Hill: Uber has set the range for their IPO at $44 to $50. I've said before, I think that's both smart of them and probably a response to what happened with Lyft's stock right after they went public. Among other things, Uber is looking to get in, if not the good graces of Wall Street, certainly the better graces of Wall Street relative to Lyft.
Barker: Yeah, and they are going to be judged through the relative-to-Lyft prism. As they should be, because it's a direct competitor, and Uber is in a few more areas of business. Uber Eats is a more attractive part of the business, and some other parts of the business. Yeah, they have to, at this point, somewhat defend themselves from the market reaction that has befallen Lyft, and say why they should be valued at the top of the range rather than the bottom or below. There are enough fast-growing companies which have clearer paths to profitability than the one that Lyft is demonstrating so far.
Hill: Beyond Meat, perhaps, could be one of them.
Barker: Uh, perhaps. [laughs] You've spent some time looking at that one. What do you think about their profits?
Hill: Well, they don't exist at the moment --
Barker: Their path.
Hill: Oh, the path. I think the path is looking pretty good for plant-based meat substitutes.
Barker: Alright, and that path is looking good for transportation-as-a-service. The question is, is the profitability of that attractive? You're going to have a couple of more shifts in the business model. The business model right now, rapid growth but no profits. You've got a lot of people you have to pay and you've got to compete on price against somebody else who is willing to compete with you on price. And you've got to displace all the cabs. The shift is going to come, of course, when autonomous vehicles become a reality. Then maybe you can take your costs down quite a bit. But those autonomous vehicles are going to have to be owned by somebody. Are they going to be owned by Lyft, are they going to be owned by third parties, are they going to be owned by the car manufacturers? It'll be interesting to see how that plays out. But it's very hard to model, in my estimation, what this is going to look like in five years.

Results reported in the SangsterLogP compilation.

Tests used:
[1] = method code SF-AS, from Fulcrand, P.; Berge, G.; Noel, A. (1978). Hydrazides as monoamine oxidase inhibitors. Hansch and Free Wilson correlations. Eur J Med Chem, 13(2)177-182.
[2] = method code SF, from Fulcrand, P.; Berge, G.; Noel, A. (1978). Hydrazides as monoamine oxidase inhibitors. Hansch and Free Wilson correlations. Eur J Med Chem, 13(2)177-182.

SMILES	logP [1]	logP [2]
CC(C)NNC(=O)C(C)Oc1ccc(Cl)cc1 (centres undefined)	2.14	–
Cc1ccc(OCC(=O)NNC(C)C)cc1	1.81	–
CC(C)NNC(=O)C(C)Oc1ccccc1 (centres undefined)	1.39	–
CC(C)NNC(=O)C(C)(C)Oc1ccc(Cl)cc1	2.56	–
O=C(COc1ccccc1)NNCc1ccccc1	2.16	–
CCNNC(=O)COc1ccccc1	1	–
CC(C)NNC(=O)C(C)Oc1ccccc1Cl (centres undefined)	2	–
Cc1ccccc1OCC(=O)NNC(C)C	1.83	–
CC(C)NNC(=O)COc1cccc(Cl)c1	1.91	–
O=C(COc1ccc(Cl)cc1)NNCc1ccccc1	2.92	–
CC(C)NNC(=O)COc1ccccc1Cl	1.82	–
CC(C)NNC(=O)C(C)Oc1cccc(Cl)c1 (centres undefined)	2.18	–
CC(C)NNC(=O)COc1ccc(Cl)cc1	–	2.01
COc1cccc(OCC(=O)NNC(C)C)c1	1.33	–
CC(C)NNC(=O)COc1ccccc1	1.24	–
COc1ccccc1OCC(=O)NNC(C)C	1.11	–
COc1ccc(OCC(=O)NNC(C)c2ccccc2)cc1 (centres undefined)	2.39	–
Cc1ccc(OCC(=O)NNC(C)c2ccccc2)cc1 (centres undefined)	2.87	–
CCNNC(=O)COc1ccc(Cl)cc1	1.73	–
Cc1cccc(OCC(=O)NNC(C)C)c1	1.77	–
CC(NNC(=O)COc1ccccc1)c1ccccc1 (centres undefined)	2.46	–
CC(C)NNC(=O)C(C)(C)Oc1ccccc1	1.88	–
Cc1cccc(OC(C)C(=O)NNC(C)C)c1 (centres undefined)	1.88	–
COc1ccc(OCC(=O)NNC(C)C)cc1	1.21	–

Hill: One more factor at the moment that is not working in either Lyft's favor or Uber's favor is the current unemployment situation in America. Lowest unemployment in close to 50 years. That makes it a little bit harder for them.
Barker: It does. It means a lot of people are getting to work. They need Lyft to help them get to work, some of them.
Hill: Yes. But in terms of the employees, the actual drivers. As you said, they don't have the autonomous vehicles just yet. When you have the autonomous vehicles, you care a lot less about what the employment picture is in America. At the moment. you've got a lot of people who maybe would be considering signing up as an Uber or Lyft driver part-time, maybe on the weekends, some sort of side hustle, and they're like, "No, I'm good."
Barker: Yeah. And some of them work for Uber and Lyft. A lot of the employee situation is -- and they're not all employees, they're contractors -- it's a complication. I think that they have to spell out when the profits come and in what form in order for people to be more interested in the stock, which is not responding well to today's story. An impressive top line story, almost doubling revenues in a year. But that's not the whole story. Where are the profits? What are the margins going to look like when this thing is at scale?